Germany authorizes sale of Leopard 1 tanks to Ukraine

The German government has issued an export license for Leopard 1 main battle tanks, a decision that Steffen Hebestreit, spokesman of the Government, has confirmed this Friday, February 3, without giving further details. 
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Leopard 1A5 (Picture source: KMW)

The federal government wanted the export of Leopard 1 main battle tanks from industrial stocks to Ukraine, the Süddeutsche Zeitung newspaper reported, according to which Rheinmetall and the Flensburger Fahrzeugbau Gesellschaft (FFG) want to prepare dozens of Leopard 1 tanks and could supply them to Ukraine. However, there are problems with the procurement of 105mm rounds. Anyway, the sale of the tanks is now cleared.

The Brazilian newspaper Folha de S. Paulo reported last week that Brazil had turned down a German request to sell tank ammunition. It is said to have been about ammunition for Leopard tanks. In addition to Gepard anti-aircraft tanks, Brazil also has German-made Leopard 1A5BR main battle tanks, 20 of which (at least) are former Leopard 1A5BE of the Belgian army which sold all its tanks in 2014, some 40 of them being then purchased by the Belgian company OIP (not having moved since then, these tanks are said to be in a too poor condition to be bought back by Belgium for restoration in combat condition and then offered to Ukraine. Namely, their firing control systems were either removed or are out of use and cannot be replaced, as spare parts are said to be extremely difficult to find. And an engine kept silent for some 10 years is never a good thing... except for Soviet-made tanks whose "resilience" possibility is legendary).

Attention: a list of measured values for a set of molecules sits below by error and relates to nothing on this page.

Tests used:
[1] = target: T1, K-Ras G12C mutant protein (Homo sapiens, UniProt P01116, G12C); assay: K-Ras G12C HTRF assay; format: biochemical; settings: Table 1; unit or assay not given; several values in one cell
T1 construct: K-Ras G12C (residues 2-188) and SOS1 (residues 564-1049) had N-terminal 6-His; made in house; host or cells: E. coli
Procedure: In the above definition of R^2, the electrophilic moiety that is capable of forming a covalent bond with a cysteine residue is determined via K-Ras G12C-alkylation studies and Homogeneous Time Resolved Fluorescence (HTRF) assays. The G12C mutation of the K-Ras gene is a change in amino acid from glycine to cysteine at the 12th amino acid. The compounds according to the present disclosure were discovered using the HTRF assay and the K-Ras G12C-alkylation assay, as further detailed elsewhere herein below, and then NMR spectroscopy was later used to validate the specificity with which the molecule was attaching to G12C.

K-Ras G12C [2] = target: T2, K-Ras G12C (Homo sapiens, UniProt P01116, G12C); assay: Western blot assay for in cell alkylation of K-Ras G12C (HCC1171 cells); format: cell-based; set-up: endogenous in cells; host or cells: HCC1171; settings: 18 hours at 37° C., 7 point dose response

Rheinmetall already declared it could supply a total of 139 Leopard 1 and 2 tanks: in just under a year, the company could provide 22 Leopard 2 battle tanks from its own stock. However, it is unclear when an additional 88 Leopard 1 tanks could be ready. The German federal government's 29 tanks, which are intended for the ring exchange (Ringtauch programme), should be ready in the spring.

According to an Army Recognition's source, Germany has got some 400 Leopard 1s in store, of which 200 are in pristine condition (under "cocoon") and quickly deliverable, while 200 other ones need refurbishment but are in very good condition. A study is underway to modernize them. So, OIP's Leopard 1s might serve as a reserve for spare parts, as this Belgian company also has a stock of spare parts purchased from the Belgian army with the Leopard 1A5BEs.